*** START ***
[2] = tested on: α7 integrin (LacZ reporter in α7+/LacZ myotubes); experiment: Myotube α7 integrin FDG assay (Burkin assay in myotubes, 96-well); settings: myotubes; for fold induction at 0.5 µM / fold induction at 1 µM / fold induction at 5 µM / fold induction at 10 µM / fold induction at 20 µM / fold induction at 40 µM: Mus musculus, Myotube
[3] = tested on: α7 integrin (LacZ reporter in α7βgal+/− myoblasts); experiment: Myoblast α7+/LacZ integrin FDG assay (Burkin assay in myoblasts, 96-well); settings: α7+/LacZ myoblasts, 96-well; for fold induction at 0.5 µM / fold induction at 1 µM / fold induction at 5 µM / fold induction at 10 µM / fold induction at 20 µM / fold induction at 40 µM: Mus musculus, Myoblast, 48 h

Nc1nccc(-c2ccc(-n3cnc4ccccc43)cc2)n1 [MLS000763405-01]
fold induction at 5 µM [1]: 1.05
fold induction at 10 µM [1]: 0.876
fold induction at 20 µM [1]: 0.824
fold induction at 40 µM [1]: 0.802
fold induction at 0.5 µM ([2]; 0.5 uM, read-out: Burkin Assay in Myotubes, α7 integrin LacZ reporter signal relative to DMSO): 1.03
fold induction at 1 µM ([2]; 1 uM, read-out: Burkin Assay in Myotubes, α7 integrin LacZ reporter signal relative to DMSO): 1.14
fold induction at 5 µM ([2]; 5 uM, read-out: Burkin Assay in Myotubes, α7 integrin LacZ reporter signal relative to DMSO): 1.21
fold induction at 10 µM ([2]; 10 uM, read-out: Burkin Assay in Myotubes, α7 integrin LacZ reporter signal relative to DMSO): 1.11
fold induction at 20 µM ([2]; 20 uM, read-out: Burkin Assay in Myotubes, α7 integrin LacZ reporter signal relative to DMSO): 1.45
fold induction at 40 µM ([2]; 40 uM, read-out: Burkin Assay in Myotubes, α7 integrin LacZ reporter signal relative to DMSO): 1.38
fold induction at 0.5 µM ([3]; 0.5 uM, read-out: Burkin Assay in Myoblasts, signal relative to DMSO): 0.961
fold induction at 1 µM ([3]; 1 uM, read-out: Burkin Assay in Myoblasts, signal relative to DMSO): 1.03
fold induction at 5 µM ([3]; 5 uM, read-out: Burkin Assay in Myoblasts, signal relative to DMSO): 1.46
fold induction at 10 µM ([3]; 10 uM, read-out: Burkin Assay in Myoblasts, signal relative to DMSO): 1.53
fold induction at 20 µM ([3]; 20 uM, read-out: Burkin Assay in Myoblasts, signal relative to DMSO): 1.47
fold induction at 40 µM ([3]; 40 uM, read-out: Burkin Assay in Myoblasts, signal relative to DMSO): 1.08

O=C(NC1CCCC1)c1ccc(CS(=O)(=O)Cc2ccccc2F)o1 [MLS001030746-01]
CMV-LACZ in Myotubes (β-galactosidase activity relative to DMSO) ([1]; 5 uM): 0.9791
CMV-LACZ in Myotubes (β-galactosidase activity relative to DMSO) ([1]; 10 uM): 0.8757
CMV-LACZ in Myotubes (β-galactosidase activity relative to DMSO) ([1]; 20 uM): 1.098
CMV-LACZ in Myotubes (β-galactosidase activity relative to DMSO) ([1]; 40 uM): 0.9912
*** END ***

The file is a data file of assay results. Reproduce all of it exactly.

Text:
[2] = tested on: α7 integrin (LacZ reporter in α7+/LacZ myotubes); experiment: Myotube α7 integrin FDG assay (Burkin assay in myotubes, 96-well); settings: myotubes; for fold induction at 0.5 µM / fold induction at 1 µM / fold induction at 5 µM / fold induction at 10 µM / fold induction at 20 µM / fold induction at 40 µM: Mus musculus, Myotube
[3] = tested on: α7 integrin (LacZ reporter in α7βgal+/− myoblasts); experiment: Myoblast α7+/LacZ integrin FDG assay (Burkin assay in myoblasts, 96-well); settings: α7+/LacZ myoblasts, 96-well; for fold induction at 0.5 µM / fold induction at 1 µM / fold induction at 5 µM / fold induction at 10 µM / fold induction at 20 µM / fold induction at 40 µM: Mus musculus, Myoblast, 48 h

Nc1nccc(-c2ccc(-n3cnc4ccccc43)cc2)n1 [MLS000763405-01]
fold induction at 5 µM [1]: 1.05
fold induction at 10 µM [1]: 0.876
fold induction at 20 µM [1]: 0.824
fold induction at 40 µM [1]: 0.802
fold induction at 0.5 µM ([2]; 0.5 uM, read-out: Burkin Assay in Myotubes, α7 integrin LacZ reporter signal relative to DMSO): 1.03
fold induction at 1 µM ([2]; 1 uM, read-out: Burkin Assay in Myotubes, α7 integrin LacZ reporter signal relative to DMSO): 1.14
fold induction at 5 µM ([2]; 5 uM, read-out: Burkin Assay in Myotubes, α7 integrin LacZ reporter signal relative to DMSO): 1.21
fold induction at 10 µM ([2]; 10 uM, read-out: Burkin Assay in Myotubes, α7 integrin LacZ reporter signal relative to DMSO): 1.11
fold induction at 20 µM ([2]; 20 uM, read-out: Burkin Assay in Myotubes, α7 integrin LacZ reporter signal relative to DMSO): 1.45
fold induction at 40 µM ([2]; 40 uM, read-out: Burkin Assay in Myotubes, α7 integrin LacZ reporter signal relative to DMSO): 1.38
fold induction at 0.5 µM ([3]; 0.5 uM, read-out: Burkin Assay in Myoblasts, signal relative to DMSO): 0.961
fold induction at 1 µM ([3]; 1 uM, read-out: Burkin Assay in Myoblasts, signal relative to DMSO): 1.03
fold induction at 5 µM ([3]; 5 uM, read-out: Burkin Assay in Myoblasts, signal relative to DMSO): 1.46
fold induction at 10 µM ([3]; 10 uM, read-out: Burkin Assay in Myoblasts, signal relative to DMSO): 1.53
fold induction at 20 µM ([3]; 20 uM, read-out: Burkin Assay in Myoblasts, signal relative to DMSO): 1.47
fold induction at 40 µM ([3]; 40 uM, read-out: Burkin Assay in Myoblasts, signal relative to DMSO): 1.08

O=C(NC1CCCC1)c1ccc(CS(=O)(=O)Cc2ccccc2F)o1 [MLS001030746-01]
CMV-LACZ in Myotubes (β-galactosidase activity relative to DMSO) ([1]; 5 uM): 0.9791
CMV-LACZ in Myotubes (β-galactosidase activity relative to DMSO) ([1]; 10 uM): 0.8757
CMV-LACZ in Myotubes (β-galactosidase activity relative to DMSO) ([1]; 20 uM): 1.098
CMV-LACZ in Myotubes (β-galactosidase activity relative to DMSO) ([1]; 40 uM): 0.9912